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Hiding during the day and running through the night, Jonah must elude the men sent to capture him and the bounty hunters out to claim the reward on his head. There is one person, however, who, once on his trail, never lets him fully out of sight: Angel, herself a slave, yet with a remarkably free spirit.
In Jonah, she sees her own way to freedom, and so sets out to follow him.
Bristling with breathtaking adventure, Chasing the North Star is deftly grounded in historical fact yet always gripping and poignant as the story follows Jonah and Angel through the close calls and narrow escapes of a fearsome world. It is a celebration of the power of the human spirit to persevere in the face of great adversity. And it is Robert Morgan at his considerable best.
He was called Jonah because he was born during a terrible storm and his mama said soon as she let go of him and put him ashore in this world of folly and time the thunder quieted and the wind laid. Trees had broken off their stumps and skipped across fields like dust brooms, and the Saluda River spread wide over the bottomlands. Some of the slave cabins behind Mr. Williams's brick house got smashed to splinters by the high tempest.
But soon as Jonah was cut loose and washed off in a pan and wrapped up in a towel rag, his mama said the sky cleared and the moon came out and shined so bright you could see a needle in the light from the window. Everything the storm had ruined was vivid in the moonlight, including dead birds that had been torn from their roosts and snakes washed out of holes in the ground. Because Jonah arrived on the full of the moon in the middle of a storm under the sign of the Crab, his mama called him her moon baby. The granny woman that delivered him said he would always be darting away, running from one thing and then another. He'd be no more dependable than Jonah in the Holy Book.
THE DAY JONAH DECIDED to run away from Mr. Williams's plantation was the day he turned eighteen. It was in the middle of summer, a hot day in the cotton fields and cornfields. The Williams plantation lay in the foothills of South Carolina, north of Greenville, on land just below the cotton line. Higher in the hills the season was too short to grow cotton. Farther south the winter was too short for apple trees to thrive. Mostly Mr. Williams grew corn, which he sold to stock drovers in the winter to feed their herds of cattle, horses, hogs, or flocks of sheep or turkeys. Drovers came by every day on the Buncombe Pike, driving their animals through dust or mud to the markets in Columbia and Charleston.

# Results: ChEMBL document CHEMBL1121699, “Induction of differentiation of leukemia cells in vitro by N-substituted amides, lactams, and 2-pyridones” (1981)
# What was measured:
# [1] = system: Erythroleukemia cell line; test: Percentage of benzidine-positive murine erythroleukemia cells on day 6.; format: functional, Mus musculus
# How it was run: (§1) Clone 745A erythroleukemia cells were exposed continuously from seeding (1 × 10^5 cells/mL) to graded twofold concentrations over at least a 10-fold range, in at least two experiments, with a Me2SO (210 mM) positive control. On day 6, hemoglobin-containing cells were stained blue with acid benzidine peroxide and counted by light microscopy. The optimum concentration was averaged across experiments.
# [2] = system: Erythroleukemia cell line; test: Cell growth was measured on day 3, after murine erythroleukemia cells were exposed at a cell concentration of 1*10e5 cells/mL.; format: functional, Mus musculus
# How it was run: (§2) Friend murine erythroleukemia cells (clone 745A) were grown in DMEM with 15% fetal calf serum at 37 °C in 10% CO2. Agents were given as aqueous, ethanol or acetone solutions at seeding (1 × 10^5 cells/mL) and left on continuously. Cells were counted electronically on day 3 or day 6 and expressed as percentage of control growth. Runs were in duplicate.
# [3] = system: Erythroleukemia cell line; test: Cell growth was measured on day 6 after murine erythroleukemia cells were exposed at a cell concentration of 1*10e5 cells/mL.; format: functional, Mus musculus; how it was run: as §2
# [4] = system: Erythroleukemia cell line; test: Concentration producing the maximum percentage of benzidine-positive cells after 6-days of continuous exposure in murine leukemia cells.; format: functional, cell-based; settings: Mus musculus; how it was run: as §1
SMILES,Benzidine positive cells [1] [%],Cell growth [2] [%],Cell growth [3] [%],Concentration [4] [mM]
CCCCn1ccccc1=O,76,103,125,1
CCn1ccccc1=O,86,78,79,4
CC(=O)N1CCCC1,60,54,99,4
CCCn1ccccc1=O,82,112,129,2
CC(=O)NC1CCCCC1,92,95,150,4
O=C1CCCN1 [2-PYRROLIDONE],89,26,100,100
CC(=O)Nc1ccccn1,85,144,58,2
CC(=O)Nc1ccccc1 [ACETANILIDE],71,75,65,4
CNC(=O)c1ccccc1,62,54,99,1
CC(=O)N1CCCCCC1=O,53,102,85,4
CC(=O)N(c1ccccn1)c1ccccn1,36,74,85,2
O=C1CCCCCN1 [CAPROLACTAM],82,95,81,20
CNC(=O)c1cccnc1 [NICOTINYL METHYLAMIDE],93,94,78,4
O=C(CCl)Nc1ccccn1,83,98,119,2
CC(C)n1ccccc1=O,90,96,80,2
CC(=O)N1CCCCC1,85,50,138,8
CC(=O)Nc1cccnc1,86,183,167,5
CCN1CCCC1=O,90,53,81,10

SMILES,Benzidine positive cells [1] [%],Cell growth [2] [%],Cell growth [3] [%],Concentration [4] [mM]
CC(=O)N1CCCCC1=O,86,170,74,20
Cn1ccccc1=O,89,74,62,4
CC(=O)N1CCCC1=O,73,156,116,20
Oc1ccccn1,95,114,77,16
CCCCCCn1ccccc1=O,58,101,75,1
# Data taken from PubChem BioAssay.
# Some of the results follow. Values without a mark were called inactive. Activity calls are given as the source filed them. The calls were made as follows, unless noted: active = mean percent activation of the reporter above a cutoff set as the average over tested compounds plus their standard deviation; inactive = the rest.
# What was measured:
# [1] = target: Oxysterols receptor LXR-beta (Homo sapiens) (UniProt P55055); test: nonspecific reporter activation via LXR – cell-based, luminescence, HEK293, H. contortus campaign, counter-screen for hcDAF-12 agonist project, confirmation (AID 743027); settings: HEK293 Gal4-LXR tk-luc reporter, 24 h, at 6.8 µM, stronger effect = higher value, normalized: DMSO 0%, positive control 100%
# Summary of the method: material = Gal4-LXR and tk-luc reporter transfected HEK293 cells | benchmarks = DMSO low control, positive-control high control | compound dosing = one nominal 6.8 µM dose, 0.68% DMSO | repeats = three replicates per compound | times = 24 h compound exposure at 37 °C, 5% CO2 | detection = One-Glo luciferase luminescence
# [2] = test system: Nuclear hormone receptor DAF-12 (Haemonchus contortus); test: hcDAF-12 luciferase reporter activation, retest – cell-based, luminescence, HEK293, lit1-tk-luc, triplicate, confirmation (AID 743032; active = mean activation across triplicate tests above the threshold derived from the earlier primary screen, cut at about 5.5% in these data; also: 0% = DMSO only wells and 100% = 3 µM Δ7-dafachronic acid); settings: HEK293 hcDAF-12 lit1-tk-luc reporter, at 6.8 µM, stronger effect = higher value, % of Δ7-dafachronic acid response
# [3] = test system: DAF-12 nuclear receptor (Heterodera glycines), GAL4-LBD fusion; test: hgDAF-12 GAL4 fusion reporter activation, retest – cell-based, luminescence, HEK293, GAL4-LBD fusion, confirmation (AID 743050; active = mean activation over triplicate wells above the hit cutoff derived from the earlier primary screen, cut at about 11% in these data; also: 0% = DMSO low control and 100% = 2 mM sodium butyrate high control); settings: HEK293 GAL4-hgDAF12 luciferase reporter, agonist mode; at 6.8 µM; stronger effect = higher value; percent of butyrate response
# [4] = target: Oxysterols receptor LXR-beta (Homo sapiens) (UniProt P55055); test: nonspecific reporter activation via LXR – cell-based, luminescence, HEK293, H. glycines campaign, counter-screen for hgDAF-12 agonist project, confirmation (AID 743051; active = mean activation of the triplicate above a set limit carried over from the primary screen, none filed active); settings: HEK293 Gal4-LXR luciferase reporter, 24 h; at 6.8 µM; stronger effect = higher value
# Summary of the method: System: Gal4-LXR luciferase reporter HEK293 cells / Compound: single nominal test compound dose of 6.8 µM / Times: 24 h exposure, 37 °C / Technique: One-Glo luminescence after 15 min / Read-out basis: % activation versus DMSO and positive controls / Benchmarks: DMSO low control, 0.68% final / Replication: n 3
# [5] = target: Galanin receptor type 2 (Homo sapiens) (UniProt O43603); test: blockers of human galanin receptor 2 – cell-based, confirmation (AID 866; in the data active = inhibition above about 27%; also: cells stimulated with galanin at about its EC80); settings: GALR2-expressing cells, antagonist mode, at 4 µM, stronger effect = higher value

Mr. Williams had built pens beside his big brick house, which he called Snowdon, to hold the herds and flocks, and the drovers paid two bits to sleep on the floor or four bits to sleep in a room upstairs in the big house. The house was called a stand or a tavern, and many of the women worked inside cooking and cleaning and taking care of the drovers. But in the summer they worked in the fields also. Mr. Williams called the plantation Snowdon, for a place in Wales overseas where his grandpa had come from.
Since the Williams Place was not a regular plantation, almost everybody did more than one job. Field hands chopped wood when firewood was needed, and they cut trees and sawed lumber when a new barn or stock shed was built. "I can't afford no field hands and house help," Mr. Williams liked to say. Everybody had to hoe corn in the spring and all the men had to clean manure out of the stables and pens and spread the wagonloads on the fields.